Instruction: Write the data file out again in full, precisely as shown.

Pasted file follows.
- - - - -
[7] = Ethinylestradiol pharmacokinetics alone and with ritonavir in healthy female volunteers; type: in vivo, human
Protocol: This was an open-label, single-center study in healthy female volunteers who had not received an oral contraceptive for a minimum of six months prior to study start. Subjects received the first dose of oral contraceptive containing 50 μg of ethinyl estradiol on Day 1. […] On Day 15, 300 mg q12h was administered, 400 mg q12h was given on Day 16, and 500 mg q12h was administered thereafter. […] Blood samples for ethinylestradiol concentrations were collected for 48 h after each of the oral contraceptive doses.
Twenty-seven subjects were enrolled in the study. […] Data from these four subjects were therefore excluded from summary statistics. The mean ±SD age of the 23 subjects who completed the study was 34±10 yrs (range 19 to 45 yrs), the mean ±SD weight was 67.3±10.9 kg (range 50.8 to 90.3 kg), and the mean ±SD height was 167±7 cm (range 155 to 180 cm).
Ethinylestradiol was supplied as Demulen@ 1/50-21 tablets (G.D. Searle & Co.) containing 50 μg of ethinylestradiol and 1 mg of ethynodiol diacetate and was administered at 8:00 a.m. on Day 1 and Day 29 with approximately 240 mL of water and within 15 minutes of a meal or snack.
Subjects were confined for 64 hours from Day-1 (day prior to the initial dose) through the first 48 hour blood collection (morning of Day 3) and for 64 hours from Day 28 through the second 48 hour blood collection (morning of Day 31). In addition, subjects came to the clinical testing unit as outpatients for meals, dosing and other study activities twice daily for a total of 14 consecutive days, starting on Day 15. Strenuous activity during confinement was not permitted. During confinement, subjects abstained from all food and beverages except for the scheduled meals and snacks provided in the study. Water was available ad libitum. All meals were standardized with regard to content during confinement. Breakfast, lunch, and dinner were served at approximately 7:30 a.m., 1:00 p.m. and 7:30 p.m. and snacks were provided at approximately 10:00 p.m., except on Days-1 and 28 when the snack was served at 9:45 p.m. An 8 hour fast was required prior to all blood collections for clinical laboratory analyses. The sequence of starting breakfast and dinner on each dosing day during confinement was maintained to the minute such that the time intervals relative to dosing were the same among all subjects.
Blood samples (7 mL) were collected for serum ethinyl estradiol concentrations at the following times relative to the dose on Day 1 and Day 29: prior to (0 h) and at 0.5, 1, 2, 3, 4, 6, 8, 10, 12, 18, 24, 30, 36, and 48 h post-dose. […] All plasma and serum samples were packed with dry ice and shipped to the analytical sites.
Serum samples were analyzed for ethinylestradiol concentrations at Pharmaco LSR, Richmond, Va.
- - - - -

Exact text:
[7] = Ethinylestradiol pharmacokinetics alone and with ritonavir in healthy female volunteers; type: in vivo, human
Protocol: This was an open-label, single-center study in healthy female volunteers who had not received an oral contraceptive for a minimum of six months prior to study start. Subjects received the first dose of oral contraceptive containing 50 μg of ethinyl estradiol on Day 1. […] On Day 15, 300 mg q12h was administered, 400 mg q12h was given on Day 16, and 500 mg q12h was administered thereafter. […] Blood samples for ethinylestradiol concentrations were collected for 48 h after each of the oral contraceptive doses.
Twenty-seven subjects were enrolled in the study. […] Data from these four subjects were therefore excluded from summary statistics. The mean ±SD age of the 23 subjects who completed the study was 34±10 yrs (range 19 to 45 yrs), the mean ±SD weight was 67.3±10.9 kg (range 50.8 to 90.3 kg), and the mean ±SD height was 167±7 cm (range 155 to 180 cm).
Ethinylestradiol was supplied as Demulen@ 1/50-21 tablets (G.D. Searle & Co.) containing 50 μg of ethinylestradiol and 1 mg of ethynodiol diacetate and was administered at 8:00 a.m. on Day 1 and Day 29 with approximately 240 mL of water and within 15 minutes of a meal or snack.
Subjects were confined for 64 hours from Day-1 (day prior to the initial dose) through the first 48 hour blood collection (morning of Day 3) and for 64 hours from Day 28 through the second 48 hour blood collection (morning of Day 31). In addition, subjects came to the clinical testing unit as outpatients for meals, dosing and other study activities twice daily for a total of 14 consecutive days, starting on Day 15. Strenuous activity during confinement was not permitted. During confinement, subjects abstained from all food and beverages except for the scheduled meals and snacks provided in the study. Water was available ad libitum. All meals were standardized with regard to content during confinement. Breakfast, lunch, and dinner were served at approximately 7:30 a.m., 1:00 p.m. and 7:30 p.m. and snacks were provided at approximately 10:00 p.m., except on Days-1 and 28 when the snack was served at 9:45 p.m. An 8 hour fast was required prior to all blood collections for clinical laboratory analyses. The sequence of starting breakfast and dinner on each dosing day during confinement was maintained to the minute such that the time intervals relative to dosing were the same among all subjects.
Blood samples (7 mL) were collected for serum ethinyl estradiol concentrations at the following times relative to the dose on Day 1 and Day 29: prior to (0 h) and at 0.5, 1, 2, 3, 4, 6, 8, 10, 12, 18, 24, 30, 36, and 48 h post-dose. […] All plasma and serum samples were packed with dry ice and shipped to the analytical sites.
Serum samples were analyzed for ethinylestradiol concentrations at Pharmaco LSR, Richmond, Va.